So, How Many Hats Do You Wear?

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Pensacola, Florida, United States
Husband. *Dog Dad.* Instructional Systems Specialist. Runner. (Swim-challenged) Triathlete (on hiatus). USATF LDR Surveyor. USAT (Elite Rules) CRO/2, NTO/1. RRCA Rep., FL (North). Observer Of The Human Condition.

Tuesday, April 22, 2008

Enjoying The Journey

Athletic events, like life in general, are loaded with surprises. You save, you prepare, you get counsel and advice for every imaginable contingency, and boom shaka-laka (as my wife would say), something else pops up that you certainly did not expect. A water temperature that's much colder than you (or your wetsuit) can handle. A swim distance that's 200 yards longer, or rougher, than you initially suspected for the conditions. Shifting winds. One more flat tire than the number of tubes/inflator cartridges you are carrying.
I guess that's what makes sport - I used factors germane to triathlon, but running has it's own share of possible impossibles, such as floppy shoelaces, blisters, the severe need for a porta-john while the race is being contested, and so on, and so on - so much fun. You train, you plan your races, get your gear set up and tightened up to within an inch of its life...and life (for those of you who know John Lennon's music, I won't go further) happens.
I had my moment of 'oh, my God, if I am swimming like this, how in heaven's name will I get through a swim three times the distance in three weeks?' the other weekend. However, once I got on the bike and past the first 2500 yards of the ride - about the time it takes me to realize I'm back on terra firma (and as they might say in Boston, 'the more firma the less terra') - I begin to relax and know my body and my training wouldn't necessarily let me down.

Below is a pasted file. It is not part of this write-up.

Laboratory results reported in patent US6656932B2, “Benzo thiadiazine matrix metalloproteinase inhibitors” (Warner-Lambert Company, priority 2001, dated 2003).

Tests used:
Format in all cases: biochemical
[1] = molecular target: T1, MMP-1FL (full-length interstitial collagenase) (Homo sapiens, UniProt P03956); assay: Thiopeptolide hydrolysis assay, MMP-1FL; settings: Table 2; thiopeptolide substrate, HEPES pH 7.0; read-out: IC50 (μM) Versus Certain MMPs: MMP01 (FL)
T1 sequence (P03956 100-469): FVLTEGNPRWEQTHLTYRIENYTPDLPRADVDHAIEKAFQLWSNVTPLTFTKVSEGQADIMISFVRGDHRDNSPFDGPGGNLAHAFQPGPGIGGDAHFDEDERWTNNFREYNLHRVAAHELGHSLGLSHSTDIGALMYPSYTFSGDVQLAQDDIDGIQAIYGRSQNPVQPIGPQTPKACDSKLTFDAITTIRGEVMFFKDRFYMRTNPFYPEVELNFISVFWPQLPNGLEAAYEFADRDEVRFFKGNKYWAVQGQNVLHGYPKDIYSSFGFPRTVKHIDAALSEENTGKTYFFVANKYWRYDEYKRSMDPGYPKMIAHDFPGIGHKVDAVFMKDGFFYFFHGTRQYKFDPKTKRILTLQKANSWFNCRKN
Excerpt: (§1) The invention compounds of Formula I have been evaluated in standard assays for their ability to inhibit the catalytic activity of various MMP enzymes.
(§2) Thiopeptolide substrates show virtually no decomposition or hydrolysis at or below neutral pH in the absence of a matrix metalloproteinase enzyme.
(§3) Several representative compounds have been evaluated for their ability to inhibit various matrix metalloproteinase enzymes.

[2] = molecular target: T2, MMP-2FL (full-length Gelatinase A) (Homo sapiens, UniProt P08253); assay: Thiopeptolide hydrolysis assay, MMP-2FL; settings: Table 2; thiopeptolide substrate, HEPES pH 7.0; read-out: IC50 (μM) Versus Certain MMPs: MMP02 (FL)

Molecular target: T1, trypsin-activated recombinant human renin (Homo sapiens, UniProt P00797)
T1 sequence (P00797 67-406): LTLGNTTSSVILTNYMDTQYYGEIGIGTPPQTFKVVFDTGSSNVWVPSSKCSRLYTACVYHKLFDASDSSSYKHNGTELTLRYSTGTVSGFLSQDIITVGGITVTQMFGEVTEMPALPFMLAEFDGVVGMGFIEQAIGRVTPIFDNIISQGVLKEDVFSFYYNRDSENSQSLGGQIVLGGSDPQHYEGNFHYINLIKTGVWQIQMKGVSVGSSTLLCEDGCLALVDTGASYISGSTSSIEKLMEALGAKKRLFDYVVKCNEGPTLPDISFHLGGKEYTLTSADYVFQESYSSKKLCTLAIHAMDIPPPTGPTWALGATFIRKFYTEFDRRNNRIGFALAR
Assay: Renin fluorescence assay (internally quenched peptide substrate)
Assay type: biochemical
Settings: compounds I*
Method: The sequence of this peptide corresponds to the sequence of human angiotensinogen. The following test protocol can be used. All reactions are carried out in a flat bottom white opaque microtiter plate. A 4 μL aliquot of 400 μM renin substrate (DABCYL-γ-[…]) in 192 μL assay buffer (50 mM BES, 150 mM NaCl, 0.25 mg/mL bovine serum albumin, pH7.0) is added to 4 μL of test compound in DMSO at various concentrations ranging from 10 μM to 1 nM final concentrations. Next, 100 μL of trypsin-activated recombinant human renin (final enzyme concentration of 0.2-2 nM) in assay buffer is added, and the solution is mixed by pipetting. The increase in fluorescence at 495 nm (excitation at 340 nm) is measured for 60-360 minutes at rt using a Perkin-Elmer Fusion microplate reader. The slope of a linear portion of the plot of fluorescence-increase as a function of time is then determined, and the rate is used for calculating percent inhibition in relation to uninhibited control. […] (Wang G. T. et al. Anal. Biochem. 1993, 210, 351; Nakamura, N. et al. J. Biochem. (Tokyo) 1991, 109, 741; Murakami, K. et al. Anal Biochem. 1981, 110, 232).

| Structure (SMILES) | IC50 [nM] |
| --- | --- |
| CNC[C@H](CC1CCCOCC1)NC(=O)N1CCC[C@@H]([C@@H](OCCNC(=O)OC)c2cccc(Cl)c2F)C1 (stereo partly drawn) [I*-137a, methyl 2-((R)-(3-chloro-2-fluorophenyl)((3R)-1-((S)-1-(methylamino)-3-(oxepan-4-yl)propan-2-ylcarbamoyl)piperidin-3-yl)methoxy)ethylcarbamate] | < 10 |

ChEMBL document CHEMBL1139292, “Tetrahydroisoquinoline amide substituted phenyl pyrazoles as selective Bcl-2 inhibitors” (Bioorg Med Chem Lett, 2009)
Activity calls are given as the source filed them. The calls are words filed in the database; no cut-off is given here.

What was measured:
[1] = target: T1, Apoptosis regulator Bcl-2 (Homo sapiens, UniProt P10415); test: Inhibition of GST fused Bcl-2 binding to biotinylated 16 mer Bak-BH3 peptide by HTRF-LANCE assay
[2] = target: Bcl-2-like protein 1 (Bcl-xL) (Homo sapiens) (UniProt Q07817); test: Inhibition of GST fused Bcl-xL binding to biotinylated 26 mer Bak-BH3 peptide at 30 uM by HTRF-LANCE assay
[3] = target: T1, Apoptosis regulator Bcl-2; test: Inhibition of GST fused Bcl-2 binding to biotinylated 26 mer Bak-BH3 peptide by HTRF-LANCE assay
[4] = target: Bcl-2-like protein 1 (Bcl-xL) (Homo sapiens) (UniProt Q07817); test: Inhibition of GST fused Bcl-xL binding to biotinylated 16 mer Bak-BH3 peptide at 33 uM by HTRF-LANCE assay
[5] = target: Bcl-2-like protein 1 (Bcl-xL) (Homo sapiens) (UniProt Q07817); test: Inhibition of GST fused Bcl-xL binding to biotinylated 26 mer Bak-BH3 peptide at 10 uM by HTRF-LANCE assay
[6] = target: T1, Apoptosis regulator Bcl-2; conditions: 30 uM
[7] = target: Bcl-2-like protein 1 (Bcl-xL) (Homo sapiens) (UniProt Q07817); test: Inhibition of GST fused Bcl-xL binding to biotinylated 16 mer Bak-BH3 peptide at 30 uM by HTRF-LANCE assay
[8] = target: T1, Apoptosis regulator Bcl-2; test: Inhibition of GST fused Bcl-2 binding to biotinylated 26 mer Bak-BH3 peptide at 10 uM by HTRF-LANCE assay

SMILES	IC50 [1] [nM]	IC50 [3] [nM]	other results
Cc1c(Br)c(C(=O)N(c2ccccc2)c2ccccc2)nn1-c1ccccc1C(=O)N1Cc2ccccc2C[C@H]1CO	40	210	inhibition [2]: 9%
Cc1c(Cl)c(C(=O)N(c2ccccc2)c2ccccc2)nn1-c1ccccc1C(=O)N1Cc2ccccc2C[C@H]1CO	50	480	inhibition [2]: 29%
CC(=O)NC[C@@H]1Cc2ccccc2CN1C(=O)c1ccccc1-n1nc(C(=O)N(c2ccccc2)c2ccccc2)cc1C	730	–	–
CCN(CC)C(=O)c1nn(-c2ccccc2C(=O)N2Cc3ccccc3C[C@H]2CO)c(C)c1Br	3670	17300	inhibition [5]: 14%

Sure, I'm a terrible swimmer. But I found I was doing much better than many of my contemporaries in the wave. I was the one pointing out dangerous situations to the rescue swimmers as I breast-stroked by. I began, at that moment on the bike, to enjoy the journey I was taking.
It's something I didn't do last autumn as I trained for the marathon. I was so focused and fixated on that elusive goal of running in Boston in 2008 or 2009 I hadn't tapped into my own well (figuratively) to check whether my source was clear and sweet or brackish. Only in late November had I realized I was drinking from a poisoned well, so to speak. By that time it was beyond too late to fix the damage.
One of my athletes has finished two Ironman-distance triathlons and is presently training for a third. He's meticulous in his planning and his training. His employment, fortunately, allows him a great degree of flexibility in scheduling workouts. He's blessed with a wife who also is smart and athletic, so he has no lack of training partners. We talk on Friday evenings over beer and dinner, sometimes about travel, sometimes about sport, and sometimes we just talk. He reminded me, as I began to lay out my training plan for this spring, to enjoy the journey. It sounds like some sort of cop-out, especially to a guy who is used to picking up hardware at local and regional races if he's in physical and mental shape for racing. But when it comes to endurance events and multisport endurance events, if you're not an elite, the odds are very good you're going out to prove something to yourself. In the grand scheme of things, a 17-hour Ironman-distance triathlon experience is a droplet of spittle in the pool when compared to the nine months or more you'll spend training. Same thing for most marathon plans. An 18-week training build-up will probably total 800-1000 miles, all for a single-day's effort of 26.2.That is a lot of time for things to go right, or to go wrong. You can make it drudgery or fun. It's your choice. Odds are good the fun factor isn't going to adversely affect the outcome, so you might as well do what it takes to make the training fun. Don't judge the success or failure of the training necessarily by the outcome on race day, either. If you do that odds are plenty high you're going to be sorely disappointed.
But I bet if you look at some of the objective stuff on the way from the beginning of training to the race day, you're going to find you're tougher, stronger, faster, fitter, maybe even smarter about your body than you were before it all.
And being smarter about your own body will make you focus and appreciate what you can do more than focus on and kvetch about what you cannot.

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